Author of novels WAYLAND, HIDING EZRA & poetry collection THE MAD FARMER'S WIFE

Rita Quillen’s novel Hiding Ezra is forthcoming in 2014 from Little Creek Books; it was a finalist in the 2005 DANA Awards competition, and a chapter of the novel is included in the new scholarly study of Appalachian dialect just published by the University of Kentucky Press entitled Talking Appalachian.

One of six finalists for the 2012-14 Poet Laureate of Virginia, her poetry received a Pushcart nomination as well as a Best of the Net nomination in 2012. Her most recent collection Her Secret Dream, new and selected poems, is from Wind Press in Kentucky and was named the Outstanding Poetry Book of the Year by the Appalachian Writers Association in 2008.  Previous works are poetry collections October Dusk and Counting The Sums, as well as a book of essays Looking for Native Ground: Contemporary Appalachian Poetry.

 She lives and farms on Early Autumn Farm in Scott County, Virginia.

Synopsis of Hiding Ezra - Historical Fiction

In the fall of 1918, Ezra Teague, a young farmer from southwest Virginia who has been drafted into the army, is only weeks into his basic training at Camp Lee, Virginia, when he receives word that his mother is dying.  When he arrives home to say his goodbyes, his mother makes a dying request:  that he stay and help the family.  Ezra’s family is very poor and his father is bedridden from a stroke.  With Ezra gone off to war and his mother gone, his sister Eva will be left to shoulder all the burdens alone.  Ezra makes a promise to his mother.  In a few weeks, when his leave is officially over, Ezra becomes AWOL, and the Army sends word through the local Sheriff that Ezra must return immediately or face harsh consequences.In a panic, Ezra goes on the run.  The community is very divided on his actions, with many sympathetic and willing to help him and others calling him a coward.  One member of the community is particularly concerned, and that is Alma Newton, a beautiful daughter of privilege in the community and longtime admirer of Ezra.  She takes an active role in trying to save the man who stole her heart way back in elementary school.

Ezra Teague’s case is only one of many such cases for the military, as there were over 170,000 men, particularly minorities and poor whites, who were in the same position.  Since this was long before the days of welfare, social security, disability insurance, or any of the myriad other government services available today to poor people, the massive call-up of men during World War I presented tremendous economic and practical challenges to families, even greater than those faced by today’s military families. The military had a real public relations problem on its hands with these large numbers of deserters, and it decides to send someone who knows the southwest Virginia area well, Lieutenant Andrew Nettles, down to look for Teague and several other deserters. They hoped that Nettles could persuade these men to surrender or capture them without bringing too much attention to himself or the issue of desertion.For a year and a half, Teague “hides in plain sight” within 40 miles of his home, in a cave in Scott County known as the Rock House, finding surreptitious ways to help his sister Eva, while neighbors help hide and feed him. At various times, Nettles or his emissaries get close but can’t capture him.  Eva and Alma devise many ingenious little schemes, including disguises, to help them get supplies and information to Ezra.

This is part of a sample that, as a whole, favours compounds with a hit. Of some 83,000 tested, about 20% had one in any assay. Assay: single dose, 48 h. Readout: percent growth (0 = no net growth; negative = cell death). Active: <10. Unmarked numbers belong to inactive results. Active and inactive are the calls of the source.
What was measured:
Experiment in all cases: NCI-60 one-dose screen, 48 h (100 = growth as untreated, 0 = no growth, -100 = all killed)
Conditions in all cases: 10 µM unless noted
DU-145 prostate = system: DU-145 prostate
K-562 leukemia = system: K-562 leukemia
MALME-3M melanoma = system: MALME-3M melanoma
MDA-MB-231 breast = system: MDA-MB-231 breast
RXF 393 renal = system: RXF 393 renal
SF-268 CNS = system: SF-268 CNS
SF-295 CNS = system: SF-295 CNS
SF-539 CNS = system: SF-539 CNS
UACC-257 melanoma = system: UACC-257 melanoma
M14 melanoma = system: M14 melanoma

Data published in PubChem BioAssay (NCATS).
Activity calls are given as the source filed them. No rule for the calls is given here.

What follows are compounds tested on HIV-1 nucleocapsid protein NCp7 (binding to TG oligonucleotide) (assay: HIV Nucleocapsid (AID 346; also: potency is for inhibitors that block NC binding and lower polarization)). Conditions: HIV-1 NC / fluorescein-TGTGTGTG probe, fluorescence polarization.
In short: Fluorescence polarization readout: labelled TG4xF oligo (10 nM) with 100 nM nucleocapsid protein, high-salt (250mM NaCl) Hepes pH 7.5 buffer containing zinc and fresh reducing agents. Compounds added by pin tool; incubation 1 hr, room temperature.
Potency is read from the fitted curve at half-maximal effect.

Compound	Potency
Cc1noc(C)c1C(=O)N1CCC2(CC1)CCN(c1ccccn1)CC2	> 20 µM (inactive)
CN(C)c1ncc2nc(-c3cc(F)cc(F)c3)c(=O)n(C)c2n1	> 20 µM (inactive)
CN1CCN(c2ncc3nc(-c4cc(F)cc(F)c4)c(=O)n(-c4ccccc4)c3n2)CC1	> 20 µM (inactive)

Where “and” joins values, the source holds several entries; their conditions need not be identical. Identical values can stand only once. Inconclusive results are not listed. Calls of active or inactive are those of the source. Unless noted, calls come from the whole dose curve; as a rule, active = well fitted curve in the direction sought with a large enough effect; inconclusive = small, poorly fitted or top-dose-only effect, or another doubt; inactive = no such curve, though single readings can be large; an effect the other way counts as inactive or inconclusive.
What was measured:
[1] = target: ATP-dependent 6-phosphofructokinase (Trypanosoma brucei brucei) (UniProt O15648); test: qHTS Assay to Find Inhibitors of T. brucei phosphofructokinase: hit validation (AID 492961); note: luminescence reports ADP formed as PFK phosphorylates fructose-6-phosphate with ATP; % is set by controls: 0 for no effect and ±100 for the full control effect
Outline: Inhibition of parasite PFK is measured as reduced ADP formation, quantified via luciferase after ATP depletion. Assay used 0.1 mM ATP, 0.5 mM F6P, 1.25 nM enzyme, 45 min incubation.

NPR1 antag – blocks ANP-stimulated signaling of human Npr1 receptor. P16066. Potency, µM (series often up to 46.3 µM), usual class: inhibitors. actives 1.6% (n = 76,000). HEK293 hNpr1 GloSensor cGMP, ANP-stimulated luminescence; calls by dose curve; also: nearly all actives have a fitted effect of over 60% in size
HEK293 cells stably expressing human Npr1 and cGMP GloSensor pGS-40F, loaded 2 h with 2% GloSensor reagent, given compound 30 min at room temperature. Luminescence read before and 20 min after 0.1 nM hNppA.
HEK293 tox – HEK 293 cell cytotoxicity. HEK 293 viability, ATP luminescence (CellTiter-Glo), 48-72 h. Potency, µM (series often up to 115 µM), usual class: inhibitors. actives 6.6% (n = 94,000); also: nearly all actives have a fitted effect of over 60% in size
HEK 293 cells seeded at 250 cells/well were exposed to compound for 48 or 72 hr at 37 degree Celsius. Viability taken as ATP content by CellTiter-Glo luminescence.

To keep from losing his mind from anxiety, worry, and isolation, Ezra keeps a journal of his days, recording his observations about the natural world, local culture and history, the military, and he also undertakes an intensive study of the Bible.  Spending most of his time outside eventually causes him to become ill with pneumonia and he’s taken in by a local preacher and his wife, who hide him in their barn all winter and nurse him back to health.  When he finally recovers, he decides it’s time for him to surrender.  Lt. Nettles captures Ezra before he can do so, and Alma rescues him in a daring move.  Alma and Ezra finally declare their love for each other for the first time in the cave; each one now knows that their fates are entwined.  Ezra is now more determined than ever for his long ordeal of being an outlaw to be over.  He decides to go over to Wise County and hire himself out to a logging company so he can make some money before he surrenders.  He realizes now that there’s a possibility that he could be in jail for a long time and if he can’t do anything else, at least he can help Eva financially.

Military authorities continue to struggle with what to do about the deserters.  Unable to devote sufficient manpower to the hunt for so many AWOL soldiers, the military calls Lieutenant Nettles back to his duties at Camp Lee.  But Nettles doesn’t give up so easily and uses an excuse to come visit his family, who are from Big Stone Gap, to look for Ezra one more time.  Nettles has developed an admiration for Ezra—his cunning, his strength, his knowledge of basic survival—but even more surprising, he’s developed a crush on Eva, and she is beginning to return the feelings.  So these two natural enemies begin to process the feelings of attraction they have for one another.

Ezra is eventually court martialed for his actions, with a surprising witness turning things his way. He does eventually find his way to a better life, but not before lots of good luck and lots of bad luck comes his way.

Beautiful Scott County VA farm

Beautiful Scott County VA farm

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